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The day book. (Chicago, Ill.) 1911-1917, July 21, 1916, LAST EDITION, Image 18

Image and text provided by University of Illinois at Urbana-Champaign Library, Urbana, IL

Persistent link: http://chroniclingamerica.loc.gov/lccn/sn83045487/1916-07-21/ed-1/seq-18/

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By Olive Melville Parsons
"Too bad!" uttered Pierce-Maclay
and stood regarding an untoward
mishap in dismay.
A hind wheel had come off the light
wagon he had been driving. The
whole body of the vehicle seemed
jarred out of place and as the box
landed in a rut he saw that he was
not enough of a mechanic to adjust
the difficulty.
"Pretty nearly the wilderness," he
soliloquized, "and something better
than thirty miles to Maiden. Back
the route to Warrentown it's an even
thirty. What am I to do?"
Maclay removed the horse, tether
ed him and set at work to remedy
affairs. In a very few moments,
after a close inspection of the ve
hicle, he declared definitely:
"I give it up. No tools, no black
smith within reach, I'll have to aban
don the wagon and do the rest of the
journey on horseback."
He stood ruefully summing up the
situation, his hands thrust deep in
his coat pockets, when he started at
the sound of an unexpected voice,
clear as a bell, musical and friendly.
It revived his drooping spirits magic
ally quick.
"In trouble, stranger?"
Over the soft grassy trail a great
covered wagon had come noiselessly
upon him. Occupying its front seat,
clad in sensible khaki costume, was
a young girl with a rosebud face,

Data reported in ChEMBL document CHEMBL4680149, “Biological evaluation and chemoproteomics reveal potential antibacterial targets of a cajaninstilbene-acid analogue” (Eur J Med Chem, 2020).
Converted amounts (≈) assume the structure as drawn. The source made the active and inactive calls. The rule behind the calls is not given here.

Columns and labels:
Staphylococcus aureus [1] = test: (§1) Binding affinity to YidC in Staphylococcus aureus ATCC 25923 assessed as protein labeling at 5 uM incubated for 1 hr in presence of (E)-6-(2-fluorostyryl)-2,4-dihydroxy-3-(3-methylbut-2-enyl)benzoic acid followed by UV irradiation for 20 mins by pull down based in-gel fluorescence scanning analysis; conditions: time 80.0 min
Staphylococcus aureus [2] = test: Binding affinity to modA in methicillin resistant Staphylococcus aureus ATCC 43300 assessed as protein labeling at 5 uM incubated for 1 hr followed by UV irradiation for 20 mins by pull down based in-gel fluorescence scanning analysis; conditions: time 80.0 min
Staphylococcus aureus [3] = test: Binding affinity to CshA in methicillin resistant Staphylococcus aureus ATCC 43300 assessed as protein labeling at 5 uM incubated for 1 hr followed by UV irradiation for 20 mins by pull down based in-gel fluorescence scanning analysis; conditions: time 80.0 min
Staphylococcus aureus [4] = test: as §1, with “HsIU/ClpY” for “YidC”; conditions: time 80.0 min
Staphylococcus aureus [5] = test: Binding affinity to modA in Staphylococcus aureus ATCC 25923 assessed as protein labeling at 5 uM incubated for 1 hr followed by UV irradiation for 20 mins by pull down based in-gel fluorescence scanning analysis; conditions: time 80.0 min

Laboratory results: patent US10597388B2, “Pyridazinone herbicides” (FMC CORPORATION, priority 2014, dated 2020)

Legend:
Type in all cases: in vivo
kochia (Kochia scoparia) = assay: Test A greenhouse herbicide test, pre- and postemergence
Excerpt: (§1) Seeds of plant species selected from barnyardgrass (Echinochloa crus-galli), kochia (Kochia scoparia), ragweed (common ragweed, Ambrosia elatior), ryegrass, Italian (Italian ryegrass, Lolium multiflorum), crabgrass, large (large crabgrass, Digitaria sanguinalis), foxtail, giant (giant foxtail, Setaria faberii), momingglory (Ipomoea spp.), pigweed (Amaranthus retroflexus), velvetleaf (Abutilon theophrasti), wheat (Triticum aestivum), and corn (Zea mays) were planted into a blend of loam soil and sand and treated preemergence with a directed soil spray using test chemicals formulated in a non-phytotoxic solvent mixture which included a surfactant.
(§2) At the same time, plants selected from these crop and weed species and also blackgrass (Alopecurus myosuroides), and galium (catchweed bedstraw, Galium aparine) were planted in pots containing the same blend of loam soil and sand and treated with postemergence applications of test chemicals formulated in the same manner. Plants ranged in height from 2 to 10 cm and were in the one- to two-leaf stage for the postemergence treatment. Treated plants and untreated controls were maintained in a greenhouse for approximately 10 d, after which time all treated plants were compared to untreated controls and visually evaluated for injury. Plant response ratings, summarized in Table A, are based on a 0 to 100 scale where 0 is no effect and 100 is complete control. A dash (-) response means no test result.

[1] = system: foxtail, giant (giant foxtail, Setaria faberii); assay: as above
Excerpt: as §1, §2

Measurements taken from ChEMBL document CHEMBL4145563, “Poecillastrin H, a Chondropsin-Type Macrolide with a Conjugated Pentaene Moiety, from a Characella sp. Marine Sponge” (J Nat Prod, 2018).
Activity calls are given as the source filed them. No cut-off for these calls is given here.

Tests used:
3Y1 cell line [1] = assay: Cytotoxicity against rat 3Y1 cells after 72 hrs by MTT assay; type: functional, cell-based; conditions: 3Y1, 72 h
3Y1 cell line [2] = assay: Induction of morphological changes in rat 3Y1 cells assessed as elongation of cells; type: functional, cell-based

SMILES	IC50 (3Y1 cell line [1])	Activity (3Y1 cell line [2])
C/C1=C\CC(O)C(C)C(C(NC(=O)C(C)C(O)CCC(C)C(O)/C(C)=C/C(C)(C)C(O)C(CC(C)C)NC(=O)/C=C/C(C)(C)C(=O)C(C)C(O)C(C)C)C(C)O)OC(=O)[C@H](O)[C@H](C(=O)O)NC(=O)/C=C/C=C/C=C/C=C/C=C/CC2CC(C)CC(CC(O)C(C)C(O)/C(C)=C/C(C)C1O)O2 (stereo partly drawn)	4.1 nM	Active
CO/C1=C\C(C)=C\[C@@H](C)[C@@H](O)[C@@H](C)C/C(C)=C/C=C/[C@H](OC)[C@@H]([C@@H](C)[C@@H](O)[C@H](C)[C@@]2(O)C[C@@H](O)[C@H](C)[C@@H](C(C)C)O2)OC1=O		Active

bright eyes clear as crystal and fear
lessness and human interest in her
entire manner as she halted a great
staunch span of horses.
"I declare!" involuntarily exclaim
ed Maclay "this is a pleasant sur
prise. I was getting gruesome in my
forlorn position and you can prob
ably tell me exactly where I am ma
rooned." The girl sprang down nimbly from
the wagon seat. She advanced to
the wreck and viewed it with a prac
tical searching eye. Her hand was
small but sinewy. She pulled aside
the dropped axle with a strength and
celerity that was amazing. She look
ed over the wrenched hub of the
wheel critically.
"If you care to carry the tools
from our wagon," she observed, "I
think I can soon mend things some
what." Maclay stared, marveled, but fol
lowed her with a polite bow. She
Mfe-rs ; A
Ruefully Summing Up the Situation.
went around to the end of the big
wagon she had driven and opened a
door. Maclay was further bewild
ered. The capacious space within
was fitted up like a room. It had.
bunks at the side, a folding -table,
stools hinged to its side, an oil stove
and a wardrobe. His fair compan
ion opened a heavy box. She took
from it a portable jack, several other
tools and some pieces of metal. She
handed them to Maclay. Then, arm
ed with a hammer, she led the way
back to his broken vehicle.

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